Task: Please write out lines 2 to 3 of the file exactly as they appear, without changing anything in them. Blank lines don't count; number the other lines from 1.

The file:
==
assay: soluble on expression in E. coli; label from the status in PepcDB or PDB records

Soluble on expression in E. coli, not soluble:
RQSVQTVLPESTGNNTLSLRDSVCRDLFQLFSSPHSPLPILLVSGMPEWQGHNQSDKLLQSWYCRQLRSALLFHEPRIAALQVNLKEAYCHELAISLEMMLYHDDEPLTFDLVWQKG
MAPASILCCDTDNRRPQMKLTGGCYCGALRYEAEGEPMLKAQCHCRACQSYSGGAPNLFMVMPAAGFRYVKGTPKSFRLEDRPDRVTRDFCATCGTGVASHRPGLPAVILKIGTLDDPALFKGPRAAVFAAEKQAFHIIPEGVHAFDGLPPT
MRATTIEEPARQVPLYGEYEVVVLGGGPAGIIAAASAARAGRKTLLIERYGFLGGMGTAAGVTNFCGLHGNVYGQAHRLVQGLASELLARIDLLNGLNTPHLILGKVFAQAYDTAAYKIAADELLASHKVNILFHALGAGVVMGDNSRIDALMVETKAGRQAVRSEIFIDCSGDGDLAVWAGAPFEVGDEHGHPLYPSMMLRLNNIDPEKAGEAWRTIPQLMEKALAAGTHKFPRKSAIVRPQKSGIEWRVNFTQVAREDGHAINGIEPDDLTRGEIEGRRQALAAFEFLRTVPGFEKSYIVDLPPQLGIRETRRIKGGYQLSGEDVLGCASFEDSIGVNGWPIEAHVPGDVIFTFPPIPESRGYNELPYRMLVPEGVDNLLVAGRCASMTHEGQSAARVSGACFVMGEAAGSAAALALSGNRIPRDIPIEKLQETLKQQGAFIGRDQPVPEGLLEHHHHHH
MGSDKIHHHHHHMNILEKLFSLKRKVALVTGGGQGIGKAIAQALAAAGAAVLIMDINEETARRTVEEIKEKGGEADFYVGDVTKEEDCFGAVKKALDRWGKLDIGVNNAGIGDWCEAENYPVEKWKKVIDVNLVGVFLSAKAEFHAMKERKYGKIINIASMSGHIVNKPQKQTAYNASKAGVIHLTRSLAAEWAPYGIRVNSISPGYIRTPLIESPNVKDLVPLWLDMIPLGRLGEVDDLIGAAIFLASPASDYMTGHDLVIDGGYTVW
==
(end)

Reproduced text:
Soluble on expression in E. coli, not soluble:
RQSVQTVLPESTGNNTLSLRDSVCRDLFQLFSSPHSPLPILLVSGMPEWQGHNQSDKLLQSWYCRQLRSALLFHEPRIAALQVNLKEAYCHELAISLEMMLYHDDEPLTFDLVWQKG